What songs off of the album have you the most excited to get people to hear and why?
Everybody likes BURY ME, which is the opening track. My favorite song on the album is THE LIGHT.  I also like PRAY FOR ME and NATURAL GIRL.  NATURAL GIRL is a great Southern rock song that would be perfect for radio. I really like LIVING THE BLUES and that one goes out to all of my blues fans.  There are so many cool songs and cool arrangements on the album that it's hard for me to single anything out.  I really think that a song like LIVING THE BLUES has the potential to speak to a lot of people. There are a lot of people who are living the blues. There are a lot of people out there who are down and out. You're either very rich or you're really struggling. It's very hard to find middle ground these days.  THE LIGHT is all about finding th light of God.  No matter how dark it gets, there is always a light somewhere.  Once again, it's all about uplifting people. I never want people to leave my show sfeeling negative at all.


With the release of this album, what is the big idea? What would you like ofr people to come away with after they hear the album?
That we're here to rock  The one thing I'll say is that seeing the live show is way different from listening to the album.  My major goal is that this album will lead to a lot more touring opportunities and playing as many shows as possible. We're actually going to follow up this album with a live album so that we can capture this moment on an album. As far as this album goes, I want people to realize that it's all going to be okay. That is the vibe of the album. God has our back and its' all going to be okay, no matter how bad it gets or how down and out you are. In the long run, it's all going to be good.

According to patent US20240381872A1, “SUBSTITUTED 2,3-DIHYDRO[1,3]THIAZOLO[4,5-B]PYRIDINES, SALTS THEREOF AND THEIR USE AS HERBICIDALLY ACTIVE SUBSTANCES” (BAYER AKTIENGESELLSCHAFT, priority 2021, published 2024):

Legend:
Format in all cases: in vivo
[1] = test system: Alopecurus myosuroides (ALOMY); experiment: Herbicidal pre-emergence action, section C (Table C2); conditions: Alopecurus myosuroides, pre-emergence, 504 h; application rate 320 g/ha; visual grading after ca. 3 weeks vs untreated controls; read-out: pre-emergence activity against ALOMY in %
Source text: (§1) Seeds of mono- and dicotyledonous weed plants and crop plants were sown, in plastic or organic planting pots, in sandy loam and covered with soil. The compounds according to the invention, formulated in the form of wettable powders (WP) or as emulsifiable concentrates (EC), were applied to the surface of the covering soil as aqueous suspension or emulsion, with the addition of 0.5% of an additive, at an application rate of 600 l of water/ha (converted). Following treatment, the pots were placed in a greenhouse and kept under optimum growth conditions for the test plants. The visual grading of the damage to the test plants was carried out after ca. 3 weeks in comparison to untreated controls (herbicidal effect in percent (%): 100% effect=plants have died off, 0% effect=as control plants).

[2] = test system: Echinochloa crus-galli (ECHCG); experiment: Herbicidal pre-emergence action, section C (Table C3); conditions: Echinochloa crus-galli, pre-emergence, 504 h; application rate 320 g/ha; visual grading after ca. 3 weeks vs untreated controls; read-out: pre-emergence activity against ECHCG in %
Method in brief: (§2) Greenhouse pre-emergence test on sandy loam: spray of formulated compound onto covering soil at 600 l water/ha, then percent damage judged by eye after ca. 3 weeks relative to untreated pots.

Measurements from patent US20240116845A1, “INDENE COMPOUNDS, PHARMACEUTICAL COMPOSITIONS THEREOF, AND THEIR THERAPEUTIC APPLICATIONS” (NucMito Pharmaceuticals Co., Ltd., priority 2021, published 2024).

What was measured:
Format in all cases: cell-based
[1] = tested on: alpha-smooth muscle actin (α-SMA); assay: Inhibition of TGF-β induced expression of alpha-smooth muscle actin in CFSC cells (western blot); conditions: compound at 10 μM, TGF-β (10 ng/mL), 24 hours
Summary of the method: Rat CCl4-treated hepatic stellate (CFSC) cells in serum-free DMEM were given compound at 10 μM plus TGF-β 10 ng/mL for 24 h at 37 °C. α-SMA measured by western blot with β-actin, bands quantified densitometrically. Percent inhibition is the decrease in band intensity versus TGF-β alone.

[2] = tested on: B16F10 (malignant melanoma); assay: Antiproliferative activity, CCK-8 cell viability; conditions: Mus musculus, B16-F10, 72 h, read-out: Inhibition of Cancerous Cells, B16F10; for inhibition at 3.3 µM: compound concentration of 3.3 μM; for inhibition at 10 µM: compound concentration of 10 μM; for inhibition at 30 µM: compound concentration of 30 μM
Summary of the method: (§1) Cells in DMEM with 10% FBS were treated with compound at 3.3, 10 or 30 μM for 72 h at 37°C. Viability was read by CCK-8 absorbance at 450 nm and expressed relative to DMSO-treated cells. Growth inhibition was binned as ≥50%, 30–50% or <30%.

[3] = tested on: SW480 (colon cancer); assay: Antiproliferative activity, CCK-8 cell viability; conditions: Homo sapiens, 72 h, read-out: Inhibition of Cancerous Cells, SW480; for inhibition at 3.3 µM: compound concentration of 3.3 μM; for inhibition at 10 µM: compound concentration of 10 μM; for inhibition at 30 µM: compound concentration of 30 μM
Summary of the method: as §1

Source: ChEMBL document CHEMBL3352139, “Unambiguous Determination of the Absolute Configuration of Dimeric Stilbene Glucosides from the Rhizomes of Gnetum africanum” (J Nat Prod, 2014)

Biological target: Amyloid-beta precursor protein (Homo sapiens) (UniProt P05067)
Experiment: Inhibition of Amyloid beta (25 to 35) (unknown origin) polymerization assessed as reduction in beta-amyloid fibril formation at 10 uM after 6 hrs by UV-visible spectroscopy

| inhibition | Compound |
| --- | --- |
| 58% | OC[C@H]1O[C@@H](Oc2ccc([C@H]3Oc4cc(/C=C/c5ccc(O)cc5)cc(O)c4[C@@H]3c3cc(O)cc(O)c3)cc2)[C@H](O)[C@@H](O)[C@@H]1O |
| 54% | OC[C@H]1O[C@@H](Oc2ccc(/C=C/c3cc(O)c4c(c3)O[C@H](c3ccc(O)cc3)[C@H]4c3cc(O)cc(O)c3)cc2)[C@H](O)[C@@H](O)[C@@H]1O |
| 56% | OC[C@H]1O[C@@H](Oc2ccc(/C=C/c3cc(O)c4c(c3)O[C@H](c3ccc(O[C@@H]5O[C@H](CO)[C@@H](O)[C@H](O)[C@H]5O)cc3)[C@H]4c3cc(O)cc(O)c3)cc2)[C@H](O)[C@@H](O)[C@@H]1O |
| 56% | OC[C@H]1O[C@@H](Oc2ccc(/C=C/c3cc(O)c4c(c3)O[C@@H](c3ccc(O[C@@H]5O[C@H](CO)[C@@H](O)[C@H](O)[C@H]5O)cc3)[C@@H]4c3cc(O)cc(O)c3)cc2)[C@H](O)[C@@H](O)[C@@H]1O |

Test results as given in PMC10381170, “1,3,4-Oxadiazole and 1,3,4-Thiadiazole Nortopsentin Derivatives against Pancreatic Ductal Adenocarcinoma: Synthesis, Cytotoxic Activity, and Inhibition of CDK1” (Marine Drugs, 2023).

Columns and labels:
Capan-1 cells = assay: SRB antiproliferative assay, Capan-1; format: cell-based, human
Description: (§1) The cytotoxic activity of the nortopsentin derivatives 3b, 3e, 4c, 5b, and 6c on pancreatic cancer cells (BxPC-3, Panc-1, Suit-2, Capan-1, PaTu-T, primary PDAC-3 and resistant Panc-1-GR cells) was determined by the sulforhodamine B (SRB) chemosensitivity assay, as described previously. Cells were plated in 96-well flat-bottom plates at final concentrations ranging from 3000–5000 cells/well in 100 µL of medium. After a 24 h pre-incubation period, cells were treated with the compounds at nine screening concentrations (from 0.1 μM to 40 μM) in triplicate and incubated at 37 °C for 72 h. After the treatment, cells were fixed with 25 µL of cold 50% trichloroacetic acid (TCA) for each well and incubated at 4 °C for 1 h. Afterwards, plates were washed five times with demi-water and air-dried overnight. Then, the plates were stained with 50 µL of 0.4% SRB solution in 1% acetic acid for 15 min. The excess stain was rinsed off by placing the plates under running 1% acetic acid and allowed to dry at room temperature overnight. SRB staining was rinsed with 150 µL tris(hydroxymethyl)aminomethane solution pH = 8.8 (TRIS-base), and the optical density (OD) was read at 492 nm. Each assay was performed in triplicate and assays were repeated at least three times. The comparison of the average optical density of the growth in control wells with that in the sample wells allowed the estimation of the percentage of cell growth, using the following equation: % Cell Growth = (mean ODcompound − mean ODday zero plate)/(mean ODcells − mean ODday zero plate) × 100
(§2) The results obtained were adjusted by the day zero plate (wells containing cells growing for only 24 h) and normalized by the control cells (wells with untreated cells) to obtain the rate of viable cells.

http://www.rockwired.com/CapitalB.jpgrian Lush is a music industry professional and entrepreneur. In 2005 he launched the online music site Rockwired.com to help promote new music artists in conjunction with the weekly radio show Rockwired Live which aired on KTSTFM.COM from 2005 - 2009. In 2010 He launched the daily podcast series Rockwired Radio Profiles which features exclusive interviews and music. He has also developed and produced the online radio shows Jazzed and Blue - Profiles in Blues and Jazz, Aboriginal Sounds - A Celebration of American Indian and First Nations Music, The Rockwired Rock N Roll Mixtape Show and The Rockwired Artist of the Month Showcase. In 2012, Brian Lush and his company Rockwired Media LLC launched the monthly digital online publication Rockwired Magazine. The magazine attracts over 75,000 readers a month and shows no signs of stopping. Rockwired Magazine also bares the distinction of being the first American Indian-owned rock magazine. Brian Lush is an enrolled member of the Yankton Sioux Tribe. Brian Lush's background in music journalism, radio and podcast hosting, podcast production, web design, publicity, advertising sales, social media and online marketing, strategic editorial planning and branding have all made Rockwired a name that is trusted and respected throughout the independent music industry.

CONTACT BRiAN LUSH AT: djlush@rockwired.com